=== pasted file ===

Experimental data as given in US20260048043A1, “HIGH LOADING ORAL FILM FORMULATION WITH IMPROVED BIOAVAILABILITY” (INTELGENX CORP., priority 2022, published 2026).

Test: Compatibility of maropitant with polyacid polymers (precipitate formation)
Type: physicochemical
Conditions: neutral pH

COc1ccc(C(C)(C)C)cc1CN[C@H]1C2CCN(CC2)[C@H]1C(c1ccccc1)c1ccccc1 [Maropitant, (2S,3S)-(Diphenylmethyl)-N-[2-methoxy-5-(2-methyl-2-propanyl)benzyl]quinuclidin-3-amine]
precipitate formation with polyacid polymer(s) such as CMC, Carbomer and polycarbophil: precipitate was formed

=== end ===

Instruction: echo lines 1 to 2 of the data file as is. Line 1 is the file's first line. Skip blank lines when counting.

Experimental data as given in US20260048043A1, “HIGH LOADING ORAL FILM FORMULATION WITH IMPROVED BIOAVAILABILITY” (INTELGENX CORP., priority 2022, published 2026).

Test: Compatibility of maropitant with polyacid polymers (precipitate formation)